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Baker's Dozen : A Pinhole Dialogue by Amy Rockett-Todd

What began as a trek through the woods towards Fairy Beach, with canned chairs atop the heads of her children, fusing the paths of two wellie-wearing women … Amy Rockett-Todd met Antonia Small on that rocky beach the summer of 2012.  As Jack, Antonia’s jack Russell, perched himself atop a nearby rock, the two discovered they were both ‘pinholers’.

 A chance meeting on a quiet empty slip of land, a stone's throw from Andrew Wyeth's childhood home "Eight Bells" ... on this beach which isn't even visible at high tide, the two found themselves stepping into a visual pinhole dialogue that would span almost 2000 miles and 13 months.

They began in April 2013, on Worldwide Pinhole Day, with their wooden Zero Image Cameras with 120 roll-film, shooting images specific to their own artistic visions as well as the contrasts of their varied regions – the flatlands of Oklahoma and the rugged coast of Maine.  Each image from both artists includes a backstory, a personal account of the experiences of discovery and image capture.  These backstories can be found alongside all 26 exhibition images within their 90 page book titled Baker’s Dozen : A Pinhole Dialogue, and can be purchased at TAC Gallery (9 E MB Brady, Tulsa OK) during the exhibition (April 1-30, 2016) or online at Blurb.com here:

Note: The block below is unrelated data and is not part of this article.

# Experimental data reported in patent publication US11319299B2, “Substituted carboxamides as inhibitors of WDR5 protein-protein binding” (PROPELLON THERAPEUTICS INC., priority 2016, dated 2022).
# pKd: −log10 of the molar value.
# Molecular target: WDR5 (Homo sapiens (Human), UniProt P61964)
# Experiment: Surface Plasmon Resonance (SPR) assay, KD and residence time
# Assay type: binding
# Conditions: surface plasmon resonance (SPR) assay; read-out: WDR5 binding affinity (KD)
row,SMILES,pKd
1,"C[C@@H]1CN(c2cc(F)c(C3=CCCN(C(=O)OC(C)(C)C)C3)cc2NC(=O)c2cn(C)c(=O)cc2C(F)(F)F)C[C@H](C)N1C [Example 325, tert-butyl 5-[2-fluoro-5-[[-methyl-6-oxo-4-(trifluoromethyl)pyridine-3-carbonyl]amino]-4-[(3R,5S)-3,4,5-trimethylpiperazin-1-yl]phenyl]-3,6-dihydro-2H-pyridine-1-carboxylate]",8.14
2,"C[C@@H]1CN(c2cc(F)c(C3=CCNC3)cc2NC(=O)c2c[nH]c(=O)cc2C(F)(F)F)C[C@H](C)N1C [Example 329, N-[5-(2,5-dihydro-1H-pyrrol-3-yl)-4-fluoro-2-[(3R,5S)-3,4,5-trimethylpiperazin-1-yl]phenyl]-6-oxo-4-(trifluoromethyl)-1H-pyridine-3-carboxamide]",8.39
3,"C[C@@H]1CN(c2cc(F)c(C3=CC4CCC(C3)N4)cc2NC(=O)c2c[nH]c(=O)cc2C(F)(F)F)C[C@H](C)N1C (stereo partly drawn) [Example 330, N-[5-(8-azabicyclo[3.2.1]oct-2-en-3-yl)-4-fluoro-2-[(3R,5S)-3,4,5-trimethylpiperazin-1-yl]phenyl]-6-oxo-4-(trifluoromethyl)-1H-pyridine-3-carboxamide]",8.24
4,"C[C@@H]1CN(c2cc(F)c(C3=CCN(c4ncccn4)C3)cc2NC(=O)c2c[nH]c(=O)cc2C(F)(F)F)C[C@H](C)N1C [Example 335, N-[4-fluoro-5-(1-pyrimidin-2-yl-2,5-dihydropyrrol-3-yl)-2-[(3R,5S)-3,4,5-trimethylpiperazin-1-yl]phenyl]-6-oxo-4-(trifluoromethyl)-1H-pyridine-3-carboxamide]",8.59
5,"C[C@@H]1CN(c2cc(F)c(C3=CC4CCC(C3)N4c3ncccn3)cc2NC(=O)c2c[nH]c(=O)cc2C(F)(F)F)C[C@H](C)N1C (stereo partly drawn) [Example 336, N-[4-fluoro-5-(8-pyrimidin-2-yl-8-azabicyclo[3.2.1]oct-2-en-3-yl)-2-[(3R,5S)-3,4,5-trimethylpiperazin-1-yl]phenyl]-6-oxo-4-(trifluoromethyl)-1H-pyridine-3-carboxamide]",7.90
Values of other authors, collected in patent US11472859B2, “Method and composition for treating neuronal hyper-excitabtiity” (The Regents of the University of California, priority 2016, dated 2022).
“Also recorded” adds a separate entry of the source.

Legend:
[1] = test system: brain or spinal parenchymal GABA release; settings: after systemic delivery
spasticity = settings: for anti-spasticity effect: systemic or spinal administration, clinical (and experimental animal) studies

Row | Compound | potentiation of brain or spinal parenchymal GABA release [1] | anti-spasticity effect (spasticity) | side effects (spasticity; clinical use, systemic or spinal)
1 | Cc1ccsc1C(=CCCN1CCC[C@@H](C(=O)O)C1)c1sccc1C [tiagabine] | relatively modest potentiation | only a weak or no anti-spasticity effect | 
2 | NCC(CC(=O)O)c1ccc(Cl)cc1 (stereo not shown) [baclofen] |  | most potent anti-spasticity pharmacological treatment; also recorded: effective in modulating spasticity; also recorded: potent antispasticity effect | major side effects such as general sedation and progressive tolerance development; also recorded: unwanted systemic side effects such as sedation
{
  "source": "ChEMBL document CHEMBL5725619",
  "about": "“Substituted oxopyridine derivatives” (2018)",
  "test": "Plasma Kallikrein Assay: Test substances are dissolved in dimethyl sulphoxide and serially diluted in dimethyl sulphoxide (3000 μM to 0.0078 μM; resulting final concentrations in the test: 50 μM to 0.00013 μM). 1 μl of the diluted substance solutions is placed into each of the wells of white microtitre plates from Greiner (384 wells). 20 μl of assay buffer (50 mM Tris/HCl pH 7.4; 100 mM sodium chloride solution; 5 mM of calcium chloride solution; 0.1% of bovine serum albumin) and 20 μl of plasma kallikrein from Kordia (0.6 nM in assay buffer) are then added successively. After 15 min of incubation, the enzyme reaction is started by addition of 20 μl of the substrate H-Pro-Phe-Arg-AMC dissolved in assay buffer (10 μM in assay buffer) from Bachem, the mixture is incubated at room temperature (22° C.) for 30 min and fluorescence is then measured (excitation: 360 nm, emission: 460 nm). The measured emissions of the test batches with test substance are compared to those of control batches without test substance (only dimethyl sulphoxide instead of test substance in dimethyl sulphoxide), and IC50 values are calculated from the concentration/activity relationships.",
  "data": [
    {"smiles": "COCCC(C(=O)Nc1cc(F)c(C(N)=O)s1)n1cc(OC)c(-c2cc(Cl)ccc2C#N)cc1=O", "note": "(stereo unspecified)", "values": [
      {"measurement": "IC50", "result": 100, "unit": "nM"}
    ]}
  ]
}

What exactly is Pinhole Photography? … Pinhole photography is lensless photography. A tiny hole replaces the lens. As light passes through the hole; an image is formed onto film emulsion in the camera.

The Backstory of Slow Tide ... by Amy Rockett-Todd

Slow Tide.  Amy Rockett-Todd 2012.

Slow Tide.  Amy Rockett-Todd 2012.

It's the backstories of images that get to me. This one is no different. The ending image is not the image that stays with me when I look at this one.  It's the image of my (then) 10 and 11 yr old children walking through quiet Maine pines with wooden chairs atop their heads, at times obscurred from my siteline ... legs, rungs, and spindles bobbing in the air down to the shoreline, the gentle lapping of tide growing louder.  Of youth going out.  And age coming in.